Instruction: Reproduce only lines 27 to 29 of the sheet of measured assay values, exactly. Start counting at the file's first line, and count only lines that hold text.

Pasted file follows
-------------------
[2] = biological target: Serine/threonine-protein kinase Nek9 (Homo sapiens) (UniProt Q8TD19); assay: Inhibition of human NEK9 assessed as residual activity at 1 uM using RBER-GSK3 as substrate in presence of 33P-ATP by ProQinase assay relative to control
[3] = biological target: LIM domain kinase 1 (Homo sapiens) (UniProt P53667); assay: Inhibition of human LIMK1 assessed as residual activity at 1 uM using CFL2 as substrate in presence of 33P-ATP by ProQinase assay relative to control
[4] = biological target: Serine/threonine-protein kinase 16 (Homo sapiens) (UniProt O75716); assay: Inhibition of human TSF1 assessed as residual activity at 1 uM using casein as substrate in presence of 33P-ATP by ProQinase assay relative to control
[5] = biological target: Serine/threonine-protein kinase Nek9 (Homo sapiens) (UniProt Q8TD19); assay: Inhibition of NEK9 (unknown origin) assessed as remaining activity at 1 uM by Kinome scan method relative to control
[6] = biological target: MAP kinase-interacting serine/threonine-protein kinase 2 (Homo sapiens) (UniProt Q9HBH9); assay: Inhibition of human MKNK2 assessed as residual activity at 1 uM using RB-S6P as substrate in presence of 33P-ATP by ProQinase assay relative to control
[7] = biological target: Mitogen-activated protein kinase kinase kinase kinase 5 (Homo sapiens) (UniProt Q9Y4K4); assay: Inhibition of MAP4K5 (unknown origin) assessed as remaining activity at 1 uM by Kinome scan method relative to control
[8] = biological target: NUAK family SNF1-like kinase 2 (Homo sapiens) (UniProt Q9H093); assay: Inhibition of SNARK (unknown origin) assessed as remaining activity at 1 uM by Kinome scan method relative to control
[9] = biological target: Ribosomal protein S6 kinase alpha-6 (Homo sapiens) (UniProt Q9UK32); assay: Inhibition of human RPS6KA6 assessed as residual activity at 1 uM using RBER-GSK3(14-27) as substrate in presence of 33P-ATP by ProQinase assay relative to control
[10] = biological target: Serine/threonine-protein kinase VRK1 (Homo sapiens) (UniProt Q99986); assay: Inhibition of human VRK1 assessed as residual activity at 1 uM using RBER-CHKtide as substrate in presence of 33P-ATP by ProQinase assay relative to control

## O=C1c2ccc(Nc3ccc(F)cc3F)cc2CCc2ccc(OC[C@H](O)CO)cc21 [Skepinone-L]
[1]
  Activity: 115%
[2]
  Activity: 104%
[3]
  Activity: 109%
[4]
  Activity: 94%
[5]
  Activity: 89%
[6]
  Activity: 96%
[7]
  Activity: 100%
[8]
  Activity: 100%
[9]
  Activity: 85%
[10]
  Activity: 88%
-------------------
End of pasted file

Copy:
[9]
  Activity: 85%
[10]